Rome, Italy

In Search of Answers to Big Questions

Written by our inhouse resident editor, Lyndsay Turley, an experienced communicator and cybersecurity advocate for over 15 years.

The World will be listening in Rome, send your thoughts within a 60-second video. Be a part of the CISO 360 Video Panel

For over 15 years I have been an active participant in the development of the information and cybersecurity profession. Recognising its unique position as one of the first areas of practice to emerge on a global scale, I have enjoyed the opportunity to watch it evolve beyond its technical roots and begin to take its place as a core competence within organisations today.  This is of course an evolution that is far from complete, and there is as much if not more activity aimed at defining what it means to be a cybersecurity professional today as ever.  The big questions driving such activity today tell an intriguing story of how far it has come.

For example, in the early days of my time working with (ISC)2, a nonprofit professional certification organisation, I asked members if they considered themselves to be an IT professional or a risk professional. The answer was always split down the middle.  I suspect that this remains the case today as people find themselves pursuing opportunities across managerial, operational and specialist areas. Today many people tell me that they profess to be both. We also often sought to answer how they should support ‘the business’ and demonstrate a return on investment.  These two questions haven’t gone away, but I have noted they are being superseded by others that suggest the profession is assumed to be doing this already.  In addition to the traditional focus on the changing vulnerability and threat landscape, we are increasingly (and perhaps finally) engaging in high-level discussion with the potential to drive, rather than just react to the environment in which we are working.

Cyber security, risk and governance professionals are moving from protecting to also ensuring that security is embedded in the technologies and trends that are driving digital transformation today; its experience extends to tackling geopolitical, and business and economic, as well as criminal concerns. This has been illustrated by the questions shaping the discussions at the Pulse CISO 360 conferences and round tables that I have attended over the last 12 months.  And given the ability to speak freely afforded by the events being staged under Chatham House Rule, they have prompted some lively debate.

One example – What responsibilities does the CISO have in driving Innovation?– had the 70 CISO’s participating in the Talk to the Board conference last November reviewing their commonly defensive stature with vendors and considering a more open approach to the innovation process.  Delegates at the subsequent Artificial Intelligence (AI) and Machine Learning round table in March helped me see the reliance on such a dynamic: real-world corporate data is needed for AI to meet the expectations of a cyber security community struggling to manage the complexity they face today. This is a discussion that Pulse will be continuing at the 3rd CISO 360 Congress in Rome June 19-21.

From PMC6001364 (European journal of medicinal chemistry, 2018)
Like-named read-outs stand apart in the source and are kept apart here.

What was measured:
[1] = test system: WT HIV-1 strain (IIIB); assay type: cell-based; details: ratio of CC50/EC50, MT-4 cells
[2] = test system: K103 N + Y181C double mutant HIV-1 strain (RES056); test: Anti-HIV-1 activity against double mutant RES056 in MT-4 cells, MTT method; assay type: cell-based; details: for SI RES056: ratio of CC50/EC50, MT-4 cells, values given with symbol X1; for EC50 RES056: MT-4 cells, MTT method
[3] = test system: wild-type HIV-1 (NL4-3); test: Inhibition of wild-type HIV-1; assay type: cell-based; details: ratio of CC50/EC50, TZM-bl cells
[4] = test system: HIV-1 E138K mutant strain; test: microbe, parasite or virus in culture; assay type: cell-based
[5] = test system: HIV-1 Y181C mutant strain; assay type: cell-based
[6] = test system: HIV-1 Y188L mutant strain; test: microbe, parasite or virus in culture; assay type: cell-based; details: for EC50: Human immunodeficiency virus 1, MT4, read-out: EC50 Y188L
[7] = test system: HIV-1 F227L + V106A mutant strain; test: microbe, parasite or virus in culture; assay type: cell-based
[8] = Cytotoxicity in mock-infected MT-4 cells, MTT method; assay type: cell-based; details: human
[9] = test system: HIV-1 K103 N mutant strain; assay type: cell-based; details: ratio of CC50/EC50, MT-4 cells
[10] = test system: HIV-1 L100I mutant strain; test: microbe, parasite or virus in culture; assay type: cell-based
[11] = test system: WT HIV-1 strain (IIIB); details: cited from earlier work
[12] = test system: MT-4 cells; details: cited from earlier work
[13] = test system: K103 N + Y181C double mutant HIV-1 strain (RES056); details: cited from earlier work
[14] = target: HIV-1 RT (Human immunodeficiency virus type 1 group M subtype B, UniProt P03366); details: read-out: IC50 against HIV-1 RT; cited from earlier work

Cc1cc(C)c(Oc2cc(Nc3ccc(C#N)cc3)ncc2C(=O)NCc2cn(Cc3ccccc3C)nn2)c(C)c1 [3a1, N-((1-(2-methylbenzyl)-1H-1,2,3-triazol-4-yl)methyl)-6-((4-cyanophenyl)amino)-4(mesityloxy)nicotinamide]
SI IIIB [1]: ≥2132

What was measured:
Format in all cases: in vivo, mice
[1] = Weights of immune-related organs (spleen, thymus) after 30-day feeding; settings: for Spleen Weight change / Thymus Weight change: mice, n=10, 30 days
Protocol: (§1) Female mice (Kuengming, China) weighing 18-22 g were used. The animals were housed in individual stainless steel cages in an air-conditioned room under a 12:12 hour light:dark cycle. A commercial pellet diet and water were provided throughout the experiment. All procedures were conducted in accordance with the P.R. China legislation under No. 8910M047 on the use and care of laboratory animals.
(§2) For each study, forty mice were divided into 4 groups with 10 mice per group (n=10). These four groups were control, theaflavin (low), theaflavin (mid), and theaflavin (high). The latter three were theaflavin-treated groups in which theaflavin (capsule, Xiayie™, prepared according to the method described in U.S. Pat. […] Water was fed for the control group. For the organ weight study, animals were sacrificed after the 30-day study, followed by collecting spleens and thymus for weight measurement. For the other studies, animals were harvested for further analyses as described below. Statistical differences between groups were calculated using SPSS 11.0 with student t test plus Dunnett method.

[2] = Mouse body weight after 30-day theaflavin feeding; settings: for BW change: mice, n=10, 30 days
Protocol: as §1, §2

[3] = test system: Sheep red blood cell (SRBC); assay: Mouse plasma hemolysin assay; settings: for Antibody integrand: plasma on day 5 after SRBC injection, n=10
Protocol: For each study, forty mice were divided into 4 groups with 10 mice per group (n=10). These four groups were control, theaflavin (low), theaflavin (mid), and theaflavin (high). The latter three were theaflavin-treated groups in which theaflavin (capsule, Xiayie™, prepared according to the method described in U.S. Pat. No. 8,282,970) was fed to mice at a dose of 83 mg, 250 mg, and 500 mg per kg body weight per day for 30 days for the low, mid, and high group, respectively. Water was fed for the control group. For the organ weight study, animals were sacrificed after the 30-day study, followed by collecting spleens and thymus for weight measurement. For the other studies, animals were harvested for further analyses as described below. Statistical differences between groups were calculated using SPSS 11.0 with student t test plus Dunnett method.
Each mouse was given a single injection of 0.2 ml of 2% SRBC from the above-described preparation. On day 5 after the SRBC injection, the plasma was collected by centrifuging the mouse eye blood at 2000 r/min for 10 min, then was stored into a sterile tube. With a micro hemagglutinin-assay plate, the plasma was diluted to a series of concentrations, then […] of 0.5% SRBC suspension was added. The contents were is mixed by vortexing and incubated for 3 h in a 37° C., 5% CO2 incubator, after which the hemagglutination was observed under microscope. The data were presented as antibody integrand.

Another example – should technology be a strategic concern within international diplomacy– is also set to be discussed at this year’s CISO 360 Congress. The international dominance and lack of governance of social media platforms and tech giants has become a diplomatic football over the last year as countries question each other’s decisions to invest in technology suppliers.  Debate will draw out the depth of understanding from the Pulse community around the ethical, commercial and diplomatic concerns that are now only beginning to be explored within mainstream media. It aims to produce insights that can be of value and influence beyond professional practice.

Given the strategic importance of these debates, Pulse is working to open them to a wider audience.  Following a leading example from the World Economic Forum, everyone active and interested in cyber security, risk and governance is invited to pick one of our Big Questions and send their thoughts within a 60-second video.   These include:

should technology be a strategic concern within international diplomacy?

What responsibilities does the CISO have in driving Innovation?

How can we assure AI/ML augments a more, rather than less secure world?

How can we manage in a world plagued by disinformation?

Responses will be featured here and at the CISO Congress as they help to progress the global discussions that are taking place. You don’t have to attend Congress to participate, just have an opinion that you are happy to share.

The World will be listening in Rome, I encourage my colleagues in the industry to have their say.

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